The first step towards an independent law-making governing body for Van Diemen’s Land was the separation of the Island dependency from the Colony of New South Wales. On 17 July 1825 King George IV had signed a warrant (issued under the power of the Order-in-Council dated 14 June 1825) constituting a single chamber parliament, a Legislative Council, for Van Diemen’s Land. The Order-in-Council was proclaimed at Hobart Town on 3 December 1825 by Governor Darling on a short stop over on his way to take up his position as Governor of New South Wales. Darling also proclaimed the Island’s administrative independence from New South Wales, as outlined in the New South Wales Act, 1823, section 44. The original copy of the Order-in-Council separating Van Diemen’s Land from New South Wales is listed as an “unfound document” on the Documenting a Democracy website.
The Council, consisting of the Lieutenant Governor and six members chosen by him, met for the first time on 12 April 1826 and the first Act of the new Colony which was passed on 1 August 1826 dealt with the summary punishment of disorderly conduct in female offenders. Vive la égalité!
The original copies of the legislation produced by the first independent governing body of Van Diemen’s Land – the Executive Council – were handwritten on vellum sheets of varying sizes, except for Acts dealing with the finances of the Colony.
For the most part the vellum sheets appear to have been hand cut and have been folded for storage purposes. The dimensions of the sheets vary slightly but an average measurement would be around 57cm x 63cm. The thickness of the vellum sheets varies from being quite thin (easily unfolded) to thick (requiring weights to hold the pages down).
Acts for the appropriation of revenue for the Colony are written on paper sheets measuring 23cm x 28cm. I have been unable to find an official reason for this but, looking at the layout of these financial Acts, I suspect it was quite likely that using large sized vellum sheets to record long lists of financial information would have been more difficult to set out clearly that they would be on the smaller paper sheets.
The Supreme Court of Tasmania currently holds the original handwritten copies of the Van Diemen’s Land Legislative Council Acts from 1833 to 1851 (which are part of the collection to be transferred to the Tasmanian Archives and Heritage Office, under the terms of the Legislation Publication Amendment Act, 2013, section 6). Investigations into the whereabouts of the official copies of VDL legislation for the years 1826-1832 will be published in a separate Post.
Details of the Acts currently held by the Supreme Court have been recorded on a spreadsheet to accompany the Acts when they are transferred to Archives. An additional document has also been prepared listing the condition of each Act for:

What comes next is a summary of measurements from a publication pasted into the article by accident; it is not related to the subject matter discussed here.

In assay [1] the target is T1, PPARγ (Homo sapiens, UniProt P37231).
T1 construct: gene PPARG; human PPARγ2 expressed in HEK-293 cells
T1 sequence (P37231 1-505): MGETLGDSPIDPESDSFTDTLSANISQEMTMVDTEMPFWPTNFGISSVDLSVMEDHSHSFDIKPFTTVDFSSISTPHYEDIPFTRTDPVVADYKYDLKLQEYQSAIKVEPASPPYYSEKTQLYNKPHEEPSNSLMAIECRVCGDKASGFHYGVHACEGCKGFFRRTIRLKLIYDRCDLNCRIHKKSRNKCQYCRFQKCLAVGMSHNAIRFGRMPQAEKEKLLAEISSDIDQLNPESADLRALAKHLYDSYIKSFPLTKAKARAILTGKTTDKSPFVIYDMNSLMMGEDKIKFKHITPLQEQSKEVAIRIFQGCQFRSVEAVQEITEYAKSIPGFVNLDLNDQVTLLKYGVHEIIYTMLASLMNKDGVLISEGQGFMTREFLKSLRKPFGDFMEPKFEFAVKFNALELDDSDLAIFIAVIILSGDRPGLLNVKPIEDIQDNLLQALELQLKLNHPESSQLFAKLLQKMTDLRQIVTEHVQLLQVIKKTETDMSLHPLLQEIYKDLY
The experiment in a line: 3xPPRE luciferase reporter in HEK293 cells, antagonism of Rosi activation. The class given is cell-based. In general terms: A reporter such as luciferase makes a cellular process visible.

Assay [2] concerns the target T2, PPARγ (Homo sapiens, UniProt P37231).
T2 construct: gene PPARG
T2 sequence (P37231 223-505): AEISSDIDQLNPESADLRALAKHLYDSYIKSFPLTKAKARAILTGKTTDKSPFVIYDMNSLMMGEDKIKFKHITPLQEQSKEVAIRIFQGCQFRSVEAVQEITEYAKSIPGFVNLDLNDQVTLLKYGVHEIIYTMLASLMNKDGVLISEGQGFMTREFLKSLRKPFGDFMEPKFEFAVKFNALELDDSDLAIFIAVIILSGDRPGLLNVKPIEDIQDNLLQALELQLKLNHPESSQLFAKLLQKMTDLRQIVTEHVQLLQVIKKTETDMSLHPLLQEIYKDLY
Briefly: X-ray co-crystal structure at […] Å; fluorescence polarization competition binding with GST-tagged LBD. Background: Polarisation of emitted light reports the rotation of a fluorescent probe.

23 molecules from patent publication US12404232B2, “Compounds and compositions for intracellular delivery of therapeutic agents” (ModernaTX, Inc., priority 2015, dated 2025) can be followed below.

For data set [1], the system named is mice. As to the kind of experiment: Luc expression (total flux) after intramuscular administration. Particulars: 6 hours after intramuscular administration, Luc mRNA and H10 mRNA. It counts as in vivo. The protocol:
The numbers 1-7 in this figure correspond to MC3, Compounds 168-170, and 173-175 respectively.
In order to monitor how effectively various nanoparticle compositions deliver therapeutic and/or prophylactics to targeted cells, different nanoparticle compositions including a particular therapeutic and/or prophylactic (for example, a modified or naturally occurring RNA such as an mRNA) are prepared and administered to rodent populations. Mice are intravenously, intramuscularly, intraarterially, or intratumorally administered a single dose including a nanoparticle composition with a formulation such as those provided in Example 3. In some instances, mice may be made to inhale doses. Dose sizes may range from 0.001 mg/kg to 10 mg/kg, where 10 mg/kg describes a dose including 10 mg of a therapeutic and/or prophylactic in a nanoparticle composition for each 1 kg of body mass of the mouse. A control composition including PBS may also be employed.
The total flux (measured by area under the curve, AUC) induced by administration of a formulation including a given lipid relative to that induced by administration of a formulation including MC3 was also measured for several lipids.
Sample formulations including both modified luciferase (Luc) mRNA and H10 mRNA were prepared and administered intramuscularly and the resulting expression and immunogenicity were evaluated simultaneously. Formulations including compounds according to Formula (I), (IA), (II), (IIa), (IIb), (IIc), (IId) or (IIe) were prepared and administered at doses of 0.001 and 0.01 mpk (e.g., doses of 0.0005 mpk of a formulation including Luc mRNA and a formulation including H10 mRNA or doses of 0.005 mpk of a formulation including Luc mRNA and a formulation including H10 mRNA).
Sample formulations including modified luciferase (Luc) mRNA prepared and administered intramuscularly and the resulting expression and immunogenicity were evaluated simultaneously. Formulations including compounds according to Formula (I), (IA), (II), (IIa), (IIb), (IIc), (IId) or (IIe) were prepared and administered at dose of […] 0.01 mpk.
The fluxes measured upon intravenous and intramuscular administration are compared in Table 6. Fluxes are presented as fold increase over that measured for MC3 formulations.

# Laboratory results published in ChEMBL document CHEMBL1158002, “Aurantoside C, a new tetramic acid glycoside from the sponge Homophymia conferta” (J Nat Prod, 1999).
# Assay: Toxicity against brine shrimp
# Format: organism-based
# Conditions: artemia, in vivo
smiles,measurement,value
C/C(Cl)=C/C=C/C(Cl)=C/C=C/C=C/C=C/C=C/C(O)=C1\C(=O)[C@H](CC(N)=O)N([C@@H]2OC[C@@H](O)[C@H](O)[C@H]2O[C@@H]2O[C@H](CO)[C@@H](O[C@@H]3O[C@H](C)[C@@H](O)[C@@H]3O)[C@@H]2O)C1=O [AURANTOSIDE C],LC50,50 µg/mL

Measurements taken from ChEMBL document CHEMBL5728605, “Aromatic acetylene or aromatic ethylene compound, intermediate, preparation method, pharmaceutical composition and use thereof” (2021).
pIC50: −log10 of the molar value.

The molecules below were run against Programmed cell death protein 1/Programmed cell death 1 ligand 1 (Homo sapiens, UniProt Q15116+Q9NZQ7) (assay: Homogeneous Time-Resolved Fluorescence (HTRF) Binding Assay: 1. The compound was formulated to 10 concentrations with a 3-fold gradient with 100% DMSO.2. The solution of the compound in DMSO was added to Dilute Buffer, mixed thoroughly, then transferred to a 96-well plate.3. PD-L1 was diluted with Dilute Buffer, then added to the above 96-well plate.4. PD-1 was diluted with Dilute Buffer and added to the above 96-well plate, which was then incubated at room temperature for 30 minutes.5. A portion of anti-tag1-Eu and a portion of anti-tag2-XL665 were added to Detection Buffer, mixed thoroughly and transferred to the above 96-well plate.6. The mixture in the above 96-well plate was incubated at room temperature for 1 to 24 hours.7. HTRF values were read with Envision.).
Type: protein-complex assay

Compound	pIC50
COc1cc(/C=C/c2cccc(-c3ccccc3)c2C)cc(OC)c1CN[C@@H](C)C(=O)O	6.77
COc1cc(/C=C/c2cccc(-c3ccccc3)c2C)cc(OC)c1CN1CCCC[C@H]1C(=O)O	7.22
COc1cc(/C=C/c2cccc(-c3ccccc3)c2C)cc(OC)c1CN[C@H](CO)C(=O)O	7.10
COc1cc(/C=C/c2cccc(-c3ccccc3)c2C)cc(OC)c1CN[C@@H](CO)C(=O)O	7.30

- Any damage to wax seals;
- Type of fasteners used to keep multi page documents together;
- Mottling on vellum sheets;
- Crumpling, creasing and tears on folds on vellum sheets;
- Mould; and
- Durability of ink.
Conservators from The Tasmanian Archives and Heritage Office have provided valuable assistance to the volunteers working on the Project in the Supreme Court about suitable folders and boxes for individual Acts, as well as advice on the handling of damaged items.
They have visited the Court to check firsthand on possible mould and insect damage to the handwritten copies of the Acts. No evidence of insect activity was identified and much of the mould is slight to moderate, dry and therefore dormant.
It was decided that these Acts would remain in their current finished storage folders and boxes as they are well-protected in four flap folders inside archival clamshell boxes in a cool and dry storage room.
All archive boxes containing any Acts for the period 1833-1851 that have been identified as being mould-affected have been clearly marked to ensure Archives staff are aware of the existence of even minimal traces of mould when the boxes are transferred.
The Conservators also checked twelve handwritten Acts where the ink appeared to be fading. It was suggested that the “fading” was probably due to some inherent chemical instability in the iron gall ink used by the scribes responsible for copying the text of the Acts on to the vellum sheets, possibly combined with poor storage at some earlier stage. As there is some doubt about the effectiveness and long-term safety of current conservation treatments it was recommended that limited handling of the documents and storage in a stable environment would be a sufficient solution for the time being.
However it was also recommended that, when the Acts are transferred to Archives, the documents should be digitised in their current state just in case there is further deterioration causing the ink to continue to lighten. As the folded velum sheets present particular problems for handling and flattening in preparation for digitisation, it was felt that this task be undertaken in house in the Government Archives and Preservation section. A list of the twelve Acts has been created and boxes containing Acts with ink problems have been marked so Archives staff can easily identify where the documents are located.